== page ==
A Glimpse of History

By: Irfan Tramboo

Munshi Ghulam Hassan
Munshi Ghulam Hassan

What happened in Kashmir in the pre-1947 era is still largely shrouded in mystery. Only once in a while, we get to see glimpses of this time period when the destiny of Kashmir was shaped. The dubious role of local leaders and the larger political battle in the subcontinent for power proved crucial for Kashmir’s future.

The recent release of memoir Nida-e-Haq by Munshi Muhammad Ishaq, an erstwhile companioning of Sheikh Mohammad Abdullah succeeds bringing to fore some of the missing chapters of Kashmir history. Edited by his son Munshi Ghulam Hassan, a historian and scholar, Nida-e-Haq is a compilation of diaries written between 1930 and 1960, during Ishaq’s detention in various jails in Kashmir.

Disheartened by his mentor Sheikh Abdullah’s U-turns at some of the crucial junctures in Kashmir history, Ishaq founded Plebiscite Front and dedicated himself completely for the right to self-determination of his fellow citizens. What makes Ishaq’s memoir important for any historians interested in the changing political history of Kashmir in particular and sub-continent, in general, is his unbiased approach in recording the events that he was witness to. He records history for future generations and exposes the brutal nexus of National Conference (NC) and autocratic Maharaja during the pre-1947 era. Ishaq reveals the role of NC leaders in sabotaging the ‘freedom moment’ in thread bare and unbiased manner.

Though, there are some parts in Nida-e-Haq which are already in public domain like how Mirwaiz Yousuf Shah introduced Sheikh Abdullah to people at Khankahi Muala Srinagar on 21st June 1931 and how Sheikh Abdullah sidelined him gradually.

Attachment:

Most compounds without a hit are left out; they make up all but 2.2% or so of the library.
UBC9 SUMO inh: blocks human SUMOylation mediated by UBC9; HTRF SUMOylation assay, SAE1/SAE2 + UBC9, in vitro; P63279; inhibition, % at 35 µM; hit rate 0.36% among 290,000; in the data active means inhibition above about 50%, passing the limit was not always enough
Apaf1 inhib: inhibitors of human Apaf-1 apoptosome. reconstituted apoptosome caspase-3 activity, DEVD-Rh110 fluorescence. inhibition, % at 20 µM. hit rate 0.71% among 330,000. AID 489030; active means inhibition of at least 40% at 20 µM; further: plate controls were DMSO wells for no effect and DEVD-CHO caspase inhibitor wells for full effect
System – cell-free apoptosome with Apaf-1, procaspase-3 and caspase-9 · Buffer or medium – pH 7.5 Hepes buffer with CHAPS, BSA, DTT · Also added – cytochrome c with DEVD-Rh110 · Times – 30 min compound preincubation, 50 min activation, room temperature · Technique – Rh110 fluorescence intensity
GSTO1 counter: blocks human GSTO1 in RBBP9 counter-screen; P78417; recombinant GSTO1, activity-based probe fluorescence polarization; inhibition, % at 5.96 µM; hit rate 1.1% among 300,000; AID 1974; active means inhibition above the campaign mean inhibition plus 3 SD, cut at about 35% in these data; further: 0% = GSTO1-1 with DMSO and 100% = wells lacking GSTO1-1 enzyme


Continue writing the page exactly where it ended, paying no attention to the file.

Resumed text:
Nida-e-HaqIshaq remembers Sheikh Abdullah reading a couplet during his maiden speech and pledging to free Kashmir from foreign rule.

Aie khuda de dasto baazu-e-heydar hamein
Phir ulatna hai saf-e-kufur wa dar-e-khair hamien

But as Sheikh Abdullah grew in stature and emerged as the only powerful voice from Kashmir he deviated from his earlier pledge, leading to the division among leadership.

The author discusses at length how India’s struggle for independence from British rule had a parallel effect on Kashmiri freedom movement. It inspired Kashmiris leaders. But when the demand for the creation of Pakistan was raised, Congress leaders did their best to stay in contact with Kashmiri leadership. Congress wanted Kashmiri leadership to remain aloof from Muslim league. The job of keeping Kashmiri leadership in good humour was entrusted on Gandhi who visited Kashmir to persuade Maharaja to accede with India instead of Pakistan. On the other hand, Nehru was doing his bit to persuade his friend Sheikh. Ishaq records all the happenings in his memoir for sake of history.

Ishaq claims that Sheikh Abdullah and Ghulam Mohi-u-din Karra were impressed by the communist Ideology. The manifesto of National Conference, under the name of ‘Naya Kashmir’, was written under the guidance of the communist leader, BPL Bedi. Bedi, has been his (Sheikh’s) advisor for a good time.